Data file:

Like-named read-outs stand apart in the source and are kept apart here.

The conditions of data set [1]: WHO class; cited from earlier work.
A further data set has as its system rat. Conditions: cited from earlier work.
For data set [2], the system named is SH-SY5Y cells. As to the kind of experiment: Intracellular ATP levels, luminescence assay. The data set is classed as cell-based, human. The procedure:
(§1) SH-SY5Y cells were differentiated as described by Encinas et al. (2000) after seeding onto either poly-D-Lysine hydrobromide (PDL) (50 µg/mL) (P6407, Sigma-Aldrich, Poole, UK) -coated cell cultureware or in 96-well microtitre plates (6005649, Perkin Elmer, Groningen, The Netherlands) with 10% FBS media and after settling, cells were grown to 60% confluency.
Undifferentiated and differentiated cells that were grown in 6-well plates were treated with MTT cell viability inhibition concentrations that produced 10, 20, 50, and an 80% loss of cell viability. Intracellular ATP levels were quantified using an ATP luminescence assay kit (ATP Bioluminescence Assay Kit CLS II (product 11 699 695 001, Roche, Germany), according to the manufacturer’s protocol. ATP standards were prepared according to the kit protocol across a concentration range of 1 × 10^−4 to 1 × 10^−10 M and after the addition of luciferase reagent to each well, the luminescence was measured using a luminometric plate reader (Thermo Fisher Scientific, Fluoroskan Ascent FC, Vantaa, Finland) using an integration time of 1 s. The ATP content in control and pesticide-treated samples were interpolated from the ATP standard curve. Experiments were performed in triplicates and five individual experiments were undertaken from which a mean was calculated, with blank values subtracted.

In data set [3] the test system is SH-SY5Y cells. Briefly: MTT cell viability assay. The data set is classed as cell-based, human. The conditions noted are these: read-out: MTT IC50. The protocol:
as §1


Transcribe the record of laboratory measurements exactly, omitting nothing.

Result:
Like-named read-outs stand apart in the source and are kept apart here.

The conditions of data set [1]: WHO class; cited from earlier work.
A further data set has as its system rat. Conditions: cited from earlier work.
For data set [2], the system named is SH-SY5Y cells. As to the kind of experiment: Intracellular ATP levels, luminescence assay. The data set is classed as cell-based, human. The procedure:
(§1) SH-SY5Y cells were differentiated as described by Encinas et al. (2000) after seeding onto either poly-D-Lysine hydrobromide (PDL) (50 µg/mL) (P6407, Sigma-Aldrich, Poole, UK) -coated cell cultureware or in 96-well microtitre plates (6005649, Perkin Elmer, Groningen, The Netherlands) with 10% FBS media and after settling, cells were grown to 60% confluency.
Undifferentiated and differentiated cells that were grown in 6-well plates were treated with MTT cell viability inhibition concentrations that produced 10, 20, 50, and an 80% loss of cell viability. Intracellular ATP levels were quantified using an ATP luminescence assay kit (ATP Bioluminescence Assay Kit CLS II (product 11 699 695 001, Roche, Germany), according to the manufacturer’s protocol. ATP standards were prepared according to the kit protocol across a concentration range of 1 × 10^−4 to 1 × 10^−10 M and after the addition of luciferase reagent to each well, the luminescence was measured using a luminometric plate reader (Thermo Fisher Scientific, Fluoroskan Ascent FC, Vantaa, Finland) using an integration time of 1 s. The ATP content in control and pesticide-treated samples were interpolated from the ATP standard curve. Experiments were performed in triplicates and five individual experiments were undertaken from which a mean was calculated, with blank values subtracted.

In data set [3] the test system is SH-SY5Y cells. Briefly: MTT cell viability assay. The data set is classed as cell-based, human. The conditions noted are these: read-out: MTT IC50. The protocol:
as §1